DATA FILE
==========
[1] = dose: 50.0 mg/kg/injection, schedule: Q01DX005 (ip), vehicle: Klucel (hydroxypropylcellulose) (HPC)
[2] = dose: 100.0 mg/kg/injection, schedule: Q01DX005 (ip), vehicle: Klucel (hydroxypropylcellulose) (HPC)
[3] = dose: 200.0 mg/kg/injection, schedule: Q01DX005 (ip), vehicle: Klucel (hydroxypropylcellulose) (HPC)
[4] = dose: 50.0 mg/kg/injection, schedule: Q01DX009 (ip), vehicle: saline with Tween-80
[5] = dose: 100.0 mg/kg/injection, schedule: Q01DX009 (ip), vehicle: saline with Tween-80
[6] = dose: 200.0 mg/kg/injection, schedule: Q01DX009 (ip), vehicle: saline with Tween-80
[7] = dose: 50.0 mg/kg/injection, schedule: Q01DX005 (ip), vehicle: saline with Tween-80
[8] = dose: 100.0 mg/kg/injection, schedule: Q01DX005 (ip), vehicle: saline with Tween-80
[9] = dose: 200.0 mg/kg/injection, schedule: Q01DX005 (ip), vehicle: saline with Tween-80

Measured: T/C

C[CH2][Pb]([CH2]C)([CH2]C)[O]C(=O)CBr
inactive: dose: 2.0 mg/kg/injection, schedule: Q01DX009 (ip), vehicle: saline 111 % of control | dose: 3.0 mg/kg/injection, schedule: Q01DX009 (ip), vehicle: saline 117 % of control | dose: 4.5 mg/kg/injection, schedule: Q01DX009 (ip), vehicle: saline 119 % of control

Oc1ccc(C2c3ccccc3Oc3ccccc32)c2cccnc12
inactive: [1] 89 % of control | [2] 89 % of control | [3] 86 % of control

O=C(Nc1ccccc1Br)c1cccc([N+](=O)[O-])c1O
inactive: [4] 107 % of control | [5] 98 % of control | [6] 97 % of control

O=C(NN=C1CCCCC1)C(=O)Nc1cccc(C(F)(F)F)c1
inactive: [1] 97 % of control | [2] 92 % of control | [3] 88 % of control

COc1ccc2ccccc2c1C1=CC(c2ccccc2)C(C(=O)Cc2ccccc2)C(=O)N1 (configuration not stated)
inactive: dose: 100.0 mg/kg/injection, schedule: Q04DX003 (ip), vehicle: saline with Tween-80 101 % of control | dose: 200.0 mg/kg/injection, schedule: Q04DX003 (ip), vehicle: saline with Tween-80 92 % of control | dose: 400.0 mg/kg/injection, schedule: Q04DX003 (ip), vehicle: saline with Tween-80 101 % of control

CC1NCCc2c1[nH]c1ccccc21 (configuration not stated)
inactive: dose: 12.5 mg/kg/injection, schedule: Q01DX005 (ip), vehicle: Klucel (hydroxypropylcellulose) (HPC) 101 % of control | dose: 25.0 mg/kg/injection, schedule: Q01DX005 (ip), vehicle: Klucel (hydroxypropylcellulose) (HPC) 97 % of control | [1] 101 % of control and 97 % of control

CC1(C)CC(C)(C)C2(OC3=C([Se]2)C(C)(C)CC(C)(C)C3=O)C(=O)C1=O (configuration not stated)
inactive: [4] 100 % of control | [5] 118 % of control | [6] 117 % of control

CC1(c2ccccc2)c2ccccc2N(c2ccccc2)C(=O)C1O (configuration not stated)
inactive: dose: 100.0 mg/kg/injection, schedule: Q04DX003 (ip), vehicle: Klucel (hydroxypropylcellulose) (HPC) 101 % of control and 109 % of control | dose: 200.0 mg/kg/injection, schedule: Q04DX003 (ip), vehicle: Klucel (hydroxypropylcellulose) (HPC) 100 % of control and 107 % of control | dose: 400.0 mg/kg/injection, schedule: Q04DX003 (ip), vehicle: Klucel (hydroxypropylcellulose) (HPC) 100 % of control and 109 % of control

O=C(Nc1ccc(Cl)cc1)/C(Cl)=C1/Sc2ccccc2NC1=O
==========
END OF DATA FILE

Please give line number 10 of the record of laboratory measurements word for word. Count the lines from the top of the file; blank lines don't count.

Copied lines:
Measured: T/C